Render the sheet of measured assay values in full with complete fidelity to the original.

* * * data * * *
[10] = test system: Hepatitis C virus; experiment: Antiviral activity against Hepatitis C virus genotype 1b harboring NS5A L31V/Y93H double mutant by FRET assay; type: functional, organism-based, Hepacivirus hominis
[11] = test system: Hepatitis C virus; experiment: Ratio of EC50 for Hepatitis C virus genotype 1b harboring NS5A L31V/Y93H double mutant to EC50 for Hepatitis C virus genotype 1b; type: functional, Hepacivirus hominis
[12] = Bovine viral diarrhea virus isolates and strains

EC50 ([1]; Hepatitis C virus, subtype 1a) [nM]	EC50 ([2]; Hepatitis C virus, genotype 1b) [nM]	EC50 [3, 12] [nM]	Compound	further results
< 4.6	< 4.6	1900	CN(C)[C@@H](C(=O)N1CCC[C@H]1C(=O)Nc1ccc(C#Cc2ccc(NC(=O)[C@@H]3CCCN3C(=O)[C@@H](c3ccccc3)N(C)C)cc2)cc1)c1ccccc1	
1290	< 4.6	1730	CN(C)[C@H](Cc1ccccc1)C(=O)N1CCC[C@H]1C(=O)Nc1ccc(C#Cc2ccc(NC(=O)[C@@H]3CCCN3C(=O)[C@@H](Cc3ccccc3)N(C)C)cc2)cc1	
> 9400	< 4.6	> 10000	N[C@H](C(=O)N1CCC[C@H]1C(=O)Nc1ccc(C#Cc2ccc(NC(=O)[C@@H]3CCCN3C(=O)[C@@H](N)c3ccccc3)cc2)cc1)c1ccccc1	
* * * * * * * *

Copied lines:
[10] = test system: Hepatitis C virus; experiment: Antiviral activity against Hepatitis C virus genotype 1b harboring NS5A L31V/Y93H double mutant by FRET assay; type: functional, organism-based, Hepacivirus hominis
[11] = test system: Hepatitis C virus; experiment: Ratio of EC50 for Hepatitis C virus genotype 1b harboring NS5A L31V/Y93H double mutant to EC50 for Hepatitis C virus genotype 1b; type: functional, Hepacivirus hominis
[12] = Bovine viral diarrhea virus isolates and strains

EC50 ([1]; Hepatitis C virus, subtype 1a) [nM]	EC50 ([2]; Hepatitis C virus, genotype 1b) [nM]	EC50 [3, 12] [nM]	Compound	further results
< 4.6	< 4.6	1900	CN(C)[C@@H](C(=O)N1CCC[C@H]1C(=O)Nc1ccc(C#Cc2ccc(NC(=O)[C@@H]3CCCN3C(=O)[C@@H](c3ccccc3)N(C)C)cc2)cc1)c1ccccc1	
1290	< 4.6	1730	CN(C)[C@H](Cc1ccccc1)C(=O)N1CCC[C@H]1C(=O)Nc1ccc(C#Cc2ccc(NC(=O)[C@@H]3CCCN3C(=O)[C@@H](Cc3ccccc3)N(C)C)cc2)cc1	
> 9400	< 4.6	> 10000	N[C@H](C(=O)N1CCC[C@H]1C(=O)Nc1ccc(C#Cc2ccc(NC(=O)[C@@H]3CCCN3C(=O)[C@@H](N)c3ccccc3)cc2)cc1)c1ccccc1	